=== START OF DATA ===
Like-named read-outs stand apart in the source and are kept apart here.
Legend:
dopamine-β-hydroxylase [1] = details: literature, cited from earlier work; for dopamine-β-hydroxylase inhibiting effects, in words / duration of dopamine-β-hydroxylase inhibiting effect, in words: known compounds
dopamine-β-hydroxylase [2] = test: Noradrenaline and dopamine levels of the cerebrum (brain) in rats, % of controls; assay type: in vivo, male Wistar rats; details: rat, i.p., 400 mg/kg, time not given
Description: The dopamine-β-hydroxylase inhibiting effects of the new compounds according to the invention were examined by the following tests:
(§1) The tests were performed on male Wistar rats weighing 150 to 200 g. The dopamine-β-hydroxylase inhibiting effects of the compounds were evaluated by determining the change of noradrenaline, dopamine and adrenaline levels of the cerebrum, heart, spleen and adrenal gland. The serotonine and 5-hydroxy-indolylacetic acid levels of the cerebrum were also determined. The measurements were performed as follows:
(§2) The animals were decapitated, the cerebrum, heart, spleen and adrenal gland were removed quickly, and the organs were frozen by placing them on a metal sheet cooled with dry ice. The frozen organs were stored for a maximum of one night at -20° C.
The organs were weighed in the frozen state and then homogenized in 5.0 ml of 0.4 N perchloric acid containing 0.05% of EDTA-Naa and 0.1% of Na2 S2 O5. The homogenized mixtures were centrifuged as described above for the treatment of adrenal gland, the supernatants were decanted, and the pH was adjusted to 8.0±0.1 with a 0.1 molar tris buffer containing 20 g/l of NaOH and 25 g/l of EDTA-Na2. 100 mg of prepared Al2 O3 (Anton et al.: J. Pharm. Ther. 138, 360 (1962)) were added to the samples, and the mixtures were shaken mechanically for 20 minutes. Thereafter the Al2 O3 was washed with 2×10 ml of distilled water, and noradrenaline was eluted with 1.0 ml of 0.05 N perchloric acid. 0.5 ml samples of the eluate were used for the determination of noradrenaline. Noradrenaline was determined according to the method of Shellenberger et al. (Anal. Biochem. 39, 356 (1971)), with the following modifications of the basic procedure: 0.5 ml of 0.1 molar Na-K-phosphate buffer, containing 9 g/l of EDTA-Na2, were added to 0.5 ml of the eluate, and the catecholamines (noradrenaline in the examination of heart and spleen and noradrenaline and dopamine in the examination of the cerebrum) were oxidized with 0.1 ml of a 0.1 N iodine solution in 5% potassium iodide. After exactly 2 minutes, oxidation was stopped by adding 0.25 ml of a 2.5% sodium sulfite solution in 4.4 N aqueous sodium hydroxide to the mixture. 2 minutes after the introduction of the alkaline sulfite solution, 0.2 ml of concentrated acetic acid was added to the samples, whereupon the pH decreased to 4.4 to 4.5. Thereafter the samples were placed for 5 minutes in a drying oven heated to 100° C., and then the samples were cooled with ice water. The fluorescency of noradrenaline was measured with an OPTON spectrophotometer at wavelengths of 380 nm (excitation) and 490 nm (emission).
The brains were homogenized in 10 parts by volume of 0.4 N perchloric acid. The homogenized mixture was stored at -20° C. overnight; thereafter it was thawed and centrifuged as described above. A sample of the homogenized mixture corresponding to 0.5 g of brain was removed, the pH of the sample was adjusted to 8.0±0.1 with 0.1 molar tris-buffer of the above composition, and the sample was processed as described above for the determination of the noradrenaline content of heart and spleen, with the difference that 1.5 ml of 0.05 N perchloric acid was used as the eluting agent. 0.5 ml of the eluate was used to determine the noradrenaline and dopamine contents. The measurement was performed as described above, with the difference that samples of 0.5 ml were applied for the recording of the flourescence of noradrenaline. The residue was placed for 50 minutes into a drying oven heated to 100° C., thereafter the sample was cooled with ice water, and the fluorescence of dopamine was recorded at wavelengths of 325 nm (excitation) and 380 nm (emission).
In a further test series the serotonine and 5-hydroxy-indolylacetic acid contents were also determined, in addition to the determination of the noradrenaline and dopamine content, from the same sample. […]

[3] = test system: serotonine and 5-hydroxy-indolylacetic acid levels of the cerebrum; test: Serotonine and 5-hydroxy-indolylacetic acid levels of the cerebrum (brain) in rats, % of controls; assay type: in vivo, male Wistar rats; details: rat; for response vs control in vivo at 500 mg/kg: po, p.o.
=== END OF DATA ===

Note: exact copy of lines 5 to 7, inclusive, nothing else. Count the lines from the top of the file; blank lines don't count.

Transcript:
Description: The dopamine-β-hydroxylase inhibiting effects of the new compounds according to the invention were examined by the following tests:
(§1) The tests were performed on male Wistar rats weighing 150 to 200 g. The dopamine-β-hydroxylase inhibiting effects of the compounds were evaluated by determining the change of noradrenaline, dopamine and adrenaline levels of the cerebrum, heart, spleen and adrenal gland. The serotonine and 5-hydroxy-indolylacetic acid levels of the cerebrum were also determined. The measurements were performed as follows:
(§2) The animals were decapitated, the cerebrum, heart, spleen and adrenal gland were removed quickly, and the organs were frozen by placing them on a metal sheet cooled with dry ice. The frozen organs were stored for a maximum of one night at -20° C.